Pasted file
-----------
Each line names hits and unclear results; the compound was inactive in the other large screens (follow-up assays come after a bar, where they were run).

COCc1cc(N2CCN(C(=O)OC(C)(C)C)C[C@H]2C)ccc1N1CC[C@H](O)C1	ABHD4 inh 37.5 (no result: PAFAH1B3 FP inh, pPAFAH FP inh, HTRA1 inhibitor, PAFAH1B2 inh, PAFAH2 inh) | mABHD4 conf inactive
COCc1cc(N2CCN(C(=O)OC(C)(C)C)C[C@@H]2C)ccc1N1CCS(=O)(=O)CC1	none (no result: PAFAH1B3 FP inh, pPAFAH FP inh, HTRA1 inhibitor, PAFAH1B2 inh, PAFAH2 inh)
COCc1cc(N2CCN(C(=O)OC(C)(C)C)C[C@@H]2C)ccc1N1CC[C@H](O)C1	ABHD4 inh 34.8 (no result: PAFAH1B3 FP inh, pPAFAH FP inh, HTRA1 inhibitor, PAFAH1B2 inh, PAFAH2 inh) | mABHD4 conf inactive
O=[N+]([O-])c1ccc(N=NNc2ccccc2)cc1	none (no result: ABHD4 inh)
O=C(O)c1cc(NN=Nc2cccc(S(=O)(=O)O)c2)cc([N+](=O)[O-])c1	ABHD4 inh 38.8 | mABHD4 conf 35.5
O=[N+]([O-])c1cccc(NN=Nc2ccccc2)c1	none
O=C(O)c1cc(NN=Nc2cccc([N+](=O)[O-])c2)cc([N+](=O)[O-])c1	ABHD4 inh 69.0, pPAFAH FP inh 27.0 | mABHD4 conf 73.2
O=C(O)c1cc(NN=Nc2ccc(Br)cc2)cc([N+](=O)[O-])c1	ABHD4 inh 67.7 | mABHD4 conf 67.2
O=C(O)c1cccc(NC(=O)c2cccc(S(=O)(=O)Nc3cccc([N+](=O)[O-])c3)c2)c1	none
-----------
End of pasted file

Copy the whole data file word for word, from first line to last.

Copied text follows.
Each line names hits and unclear results; the compound was inactive in the other large screens (follow-up assays come after a bar, where they were run).

COCc1cc(N2CCN(C(=O)OC(C)(C)C)C[C@H]2C)ccc1N1CC[C@H](O)C1	ABHD4 inh 37.5 (no result: PAFAH1B3 FP inh, pPAFAH FP inh, HTRA1 inhibitor, PAFAH1B2 inh, PAFAH2 inh) | mABHD4 conf inactive
COCc1cc(N2CCN(C(=O)OC(C)(C)C)C[C@@H]2C)ccc1N1CCS(=O)(=O)CC1	none (no result: PAFAH1B3 FP inh, pPAFAH FP inh, HTRA1 inhibitor, PAFAH1B2 inh, PAFAH2 inh)
COCc1cc(N2CCN(C(=O)OC(C)(C)C)C[C@@H]2C)ccc1N1CC[C@H](O)C1	ABHD4 inh 34.8 (no result: PAFAH1B3 FP inh, pPAFAH FP inh, HTRA1 inhibitor, PAFAH1B2 inh, PAFAH2 inh) | mABHD4 conf inactive
O=[N+]([O-])c1ccc(N=NNc2ccccc2)cc1	none (no result: ABHD4 inh)
O=C(O)c1cc(NN=Nc2cccc(S(=O)(=O)O)c2)cc([N+](=O)[O-])c1	ABHD4 inh 38.8 | mABHD4 conf 35.5
O=[N+]([O-])c1cccc(NN=Nc2ccccc2)c1	none
O=C(O)c1cc(NN=Nc2cccc([N+](=O)[O-])c2)cc([N+](=O)[O-])c1	ABHD4 inh 69.0, pPAFAH FP inh 27.0 | mABHD4 conf 73.2
O=C(O)c1cc(NN=Nc2ccc(Br)cc2)cc([N+](=O)[O-])c1	ABHD4 inh 67.7 | mABHD4 conf 67.2
O=C(O)c1cccc(NC(=O)c2cccc(S(=O)(=O)Nc3cccc([N+](=O)[O-])c3)c2)c1	none